M-79 Grenade Launcher

Posted on May 3, 2007. Filed under: Small arm |

Commonly known as the ‘Thumper’ or ‘Blooper’, this weapon first appeared during the Vietnam war and closely resembled a large bore, single barrel, sawn-off shotgun. The first M79 Grenade launchers were delivered to the US Army in 1961.

The M79 was designed as a close support weapon for the infantry, with two weapons being issued to each rifle squad. The tactical use of the weapon required the gunner (grenadier) to be dedicated to the weapon and only carried a pistol as a side arm. the M79 was intended to bridge the gap between the maximum throwing distance of a hand grenade, and the lowest range of supporting mortar fire – between 50 and 300 meters – and thus gave the squad an integral indirect fire weapon. With a length of 737mm (barrel = 355mm) and a loaded weight of 3kg, (6 and a half pounds) the M79 was an ideal weapon in the close terrain of Vietnam.

The M79 was a single shot, shoulder fired, break-barrel weapon which fired a spherical 40mm diameter grenade loaded directly into the breech. It had a rubber pad fitted to the shoulder stock to absorb some of the shock. The M-406 40mm HE grenades fired from the M79 traveled at a muzzle velocity of 75 meters per second, and contained enough explosive within a steel casing that upon impact with the target would produce over 300 fragments at 1,524 meters per second within a lethal radius of up to 5 meters. Stabilized in flight by the spin imparted on it by the rifled barrel the grenade rotated at 3,700rpm, this in turn, after approximately 15 meters of flight, armed the grenade.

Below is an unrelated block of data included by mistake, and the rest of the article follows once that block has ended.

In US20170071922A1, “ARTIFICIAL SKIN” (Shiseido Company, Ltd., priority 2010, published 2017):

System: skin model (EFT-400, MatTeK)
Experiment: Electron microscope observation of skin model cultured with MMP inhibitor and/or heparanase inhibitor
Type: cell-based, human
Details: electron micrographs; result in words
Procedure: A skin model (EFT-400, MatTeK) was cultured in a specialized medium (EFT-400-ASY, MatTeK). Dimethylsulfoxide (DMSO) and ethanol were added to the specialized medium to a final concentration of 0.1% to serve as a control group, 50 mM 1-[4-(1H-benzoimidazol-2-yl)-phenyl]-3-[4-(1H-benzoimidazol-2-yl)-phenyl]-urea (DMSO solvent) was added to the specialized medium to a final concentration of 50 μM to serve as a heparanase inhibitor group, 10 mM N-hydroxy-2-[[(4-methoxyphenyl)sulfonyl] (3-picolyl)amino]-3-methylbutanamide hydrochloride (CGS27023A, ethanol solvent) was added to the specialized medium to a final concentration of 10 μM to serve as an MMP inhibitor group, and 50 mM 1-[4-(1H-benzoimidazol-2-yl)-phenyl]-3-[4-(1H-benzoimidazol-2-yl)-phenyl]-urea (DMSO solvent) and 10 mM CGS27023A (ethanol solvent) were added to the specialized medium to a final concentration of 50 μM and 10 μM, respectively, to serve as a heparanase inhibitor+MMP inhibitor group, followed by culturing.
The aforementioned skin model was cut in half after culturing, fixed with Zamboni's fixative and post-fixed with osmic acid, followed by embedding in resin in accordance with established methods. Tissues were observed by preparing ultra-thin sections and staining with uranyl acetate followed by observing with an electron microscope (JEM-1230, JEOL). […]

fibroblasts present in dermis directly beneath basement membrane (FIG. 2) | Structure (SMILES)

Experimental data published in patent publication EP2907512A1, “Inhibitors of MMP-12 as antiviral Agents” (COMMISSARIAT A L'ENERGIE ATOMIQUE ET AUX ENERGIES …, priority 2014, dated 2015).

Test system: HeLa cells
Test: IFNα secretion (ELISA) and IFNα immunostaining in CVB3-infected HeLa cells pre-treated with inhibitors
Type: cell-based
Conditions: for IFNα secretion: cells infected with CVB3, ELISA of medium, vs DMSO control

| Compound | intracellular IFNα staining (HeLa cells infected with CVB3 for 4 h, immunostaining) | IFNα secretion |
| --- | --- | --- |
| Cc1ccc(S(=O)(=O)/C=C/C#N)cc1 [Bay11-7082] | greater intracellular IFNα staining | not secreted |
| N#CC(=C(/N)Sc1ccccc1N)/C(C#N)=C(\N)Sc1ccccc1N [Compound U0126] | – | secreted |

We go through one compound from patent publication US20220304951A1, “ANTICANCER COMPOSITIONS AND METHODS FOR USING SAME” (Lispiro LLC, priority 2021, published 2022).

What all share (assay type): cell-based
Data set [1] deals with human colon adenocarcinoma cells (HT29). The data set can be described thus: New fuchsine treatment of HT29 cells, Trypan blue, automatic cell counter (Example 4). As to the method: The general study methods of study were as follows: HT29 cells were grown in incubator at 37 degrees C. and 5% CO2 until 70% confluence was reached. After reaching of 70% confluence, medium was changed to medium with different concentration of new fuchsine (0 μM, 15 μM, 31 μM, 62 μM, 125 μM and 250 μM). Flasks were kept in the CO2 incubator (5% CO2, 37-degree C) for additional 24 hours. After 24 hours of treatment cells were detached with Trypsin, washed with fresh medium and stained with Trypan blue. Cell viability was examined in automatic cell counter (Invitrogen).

For close range fighting the Army came up with two types of M79 rounds. The first was a flechette round ( or Bee Hives round) which housed approx 45 small darts in a plastic casing, these rounds were issued on an experimental basis. Later this round was replaced by the M-576 buckshot round. This round contained twenty-seven 00 buckshot which on firing was carried down the barrel in a 40mm plastic sabot which slowed down in flight so that the pellets could travel in their forward direction un-aided. The M79 could also fire smoke grenades (both standard and parachute), CS gas, and flares.

The M79 had a large flip up sight situated half way down the barrel, with a basic leaf foresight fixed at the end of the barrel. The rear sight was calibrated up to 375 meters (410 yds) in 25 meter (27.3 yds) intervals. In the hands of a good experienced Grenadier the M79 was highly accurate up to 200 meters. Later in the war the M79 was superseded by the M203.

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